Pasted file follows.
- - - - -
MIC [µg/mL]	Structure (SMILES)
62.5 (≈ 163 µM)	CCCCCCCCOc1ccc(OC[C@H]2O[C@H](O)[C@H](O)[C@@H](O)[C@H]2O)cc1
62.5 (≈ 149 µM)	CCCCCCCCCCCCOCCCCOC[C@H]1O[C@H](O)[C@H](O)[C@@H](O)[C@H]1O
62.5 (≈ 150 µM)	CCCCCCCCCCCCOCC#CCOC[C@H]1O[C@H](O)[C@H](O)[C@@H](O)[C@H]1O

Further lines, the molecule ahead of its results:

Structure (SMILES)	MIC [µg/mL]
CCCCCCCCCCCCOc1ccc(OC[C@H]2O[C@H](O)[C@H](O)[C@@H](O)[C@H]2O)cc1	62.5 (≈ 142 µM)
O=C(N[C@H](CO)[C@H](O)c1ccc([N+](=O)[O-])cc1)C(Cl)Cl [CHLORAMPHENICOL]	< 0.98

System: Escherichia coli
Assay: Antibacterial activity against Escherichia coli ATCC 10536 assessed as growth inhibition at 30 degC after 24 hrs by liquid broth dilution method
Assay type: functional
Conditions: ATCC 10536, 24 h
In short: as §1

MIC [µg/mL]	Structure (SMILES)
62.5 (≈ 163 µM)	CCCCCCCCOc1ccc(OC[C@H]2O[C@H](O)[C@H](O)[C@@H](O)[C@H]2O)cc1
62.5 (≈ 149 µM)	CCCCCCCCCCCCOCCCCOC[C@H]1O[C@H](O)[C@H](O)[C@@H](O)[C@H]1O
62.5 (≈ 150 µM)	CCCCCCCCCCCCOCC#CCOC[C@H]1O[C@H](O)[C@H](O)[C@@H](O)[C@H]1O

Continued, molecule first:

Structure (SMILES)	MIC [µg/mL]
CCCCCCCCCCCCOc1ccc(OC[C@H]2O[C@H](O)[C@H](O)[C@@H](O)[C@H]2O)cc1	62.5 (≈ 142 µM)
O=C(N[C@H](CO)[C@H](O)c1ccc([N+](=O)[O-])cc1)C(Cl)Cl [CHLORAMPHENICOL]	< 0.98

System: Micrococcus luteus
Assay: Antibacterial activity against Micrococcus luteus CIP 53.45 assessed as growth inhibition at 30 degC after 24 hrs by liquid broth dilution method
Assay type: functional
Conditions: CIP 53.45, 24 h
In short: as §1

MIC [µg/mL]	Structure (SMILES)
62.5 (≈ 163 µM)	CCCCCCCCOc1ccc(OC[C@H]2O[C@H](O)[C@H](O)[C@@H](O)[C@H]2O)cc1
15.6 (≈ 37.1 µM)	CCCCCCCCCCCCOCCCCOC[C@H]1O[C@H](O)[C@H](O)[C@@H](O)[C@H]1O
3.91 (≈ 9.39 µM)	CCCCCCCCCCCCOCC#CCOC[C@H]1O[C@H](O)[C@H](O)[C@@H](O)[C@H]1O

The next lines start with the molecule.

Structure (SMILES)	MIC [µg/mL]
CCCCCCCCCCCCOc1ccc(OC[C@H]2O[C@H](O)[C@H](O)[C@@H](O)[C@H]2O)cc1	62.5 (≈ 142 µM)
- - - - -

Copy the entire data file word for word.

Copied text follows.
MIC [µg/mL]	Structure (SMILES)
62.5 (≈ 163 µM)	CCCCCCCCOc1ccc(OC[C@H]2O[C@H](O)[C@H](O)[C@@H](O)[C@H]2O)cc1
62.5 (≈ 149 µM)	CCCCCCCCCCCCOCCCCOC[C@H]1O[C@H](O)[C@H](O)[C@@H](O)[C@H]1O
62.5 (≈ 150 µM)	CCCCCCCCCCCCOCC#CCOC[C@H]1O[C@H](O)[C@H](O)[C@@H](O)[C@H]1O

Further lines, the molecule ahead of its results:

Structure (SMILES)	MIC [µg/mL]
CCCCCCCCCCCCOc1ccc(OC[C@H]2O[C@H](O)[C@H](O)[C@@H](O)[C@H]2O)cc1	62.5 (≈ 142 µM)
O=C(N[C@H](CO)[C@H](O)c1ccc([N+](=O)[O-])cc1)C(Cl)Cl [CHLORAMPHENICOL]	< 0.98

System: Escherichia coli
Assay: Antibacterial activity against Escherichia coli ATCC 10536 assessed as growth inhibition at 30 degC after 24 hrs by liquid broth dilution method
Assay type: functional
Conditions: ATCC 10536, 24 h
In short: as §1

MIC [µg/mL]	Structure (SMILES)
62.5 (≈ 163 µM)	CCCCCCCCOc1ccc(OC[C@H]2O[C@H](O)[C@H](O)[C@@H](O)[C@H]2O)cc1
62.5 (≈ 149 µM)	CCCCCCCCCCCCOCCCCOC[C@H]1O[C@H](O)[C@H](O)[C@@H](O)[C@H]1O
62.5 (≈ 150 µM)	CCCCCCCCCCCCOCC#CCOC[C@H]1O[C@H](O)[C@H](O)[C@@H](O)[C@H]1O

Continued, molecule first:

Structure (SMILES)	MIC [µg/mL]
CCCCCCCCCCCCOc1ccc(OC[C@H]2O[C@H](O)[C@H](O)[C@@H](O)[C@H]2O)cc1	62.5 (≈ 142 µM)
O=C(N[C@H](CO)[C@H](O)c1ccc([N+](=O)[O-])cc1)C(Cl)Cl [CHLORAMPHENICOL]	< 0.98

System: Micrococcus luteus
Assay: Antibacterial activity against Micrococcus luteus CIP 53.45 assessed as growth inhibition at 30 degC after 24 hrs by liquid broth dilution method
Assay type: functional
Conditions: CIP 53.45, 24 h
In short: as §1

MIC [µg/mL]	Structure (SMILES)
62.5 (≈ 163 µM)	CCCCCCCCOc1ccc(OC[C@H]2O[C@H](O)[C@H](O)[C@@H](O)[C@H]2O)cc1
15.6 (≈ 37.1 µM)	CCCCCCCCCCCCOCCCCOC[C@H]1O[C@H](O)[C@H](O)[C@@H](O)[C@H]1O
3.91 (≈ 9.39 µM)	CCCCCCCCCCCCOCC#CCOC[C@H]1O[C@H](O)[C@H](O)[C@@H](O)[C@H]1O

The next lines start with the molecule.

Structure (SMILES)	MIC [µg/mL]
CCCCCCCCCCCCOc1ccc(OC[C@H]2O[C@H](O)[C@H](O)[C@@H](O)[C@H]2O)cc1	62.5 (≈ 142 µM)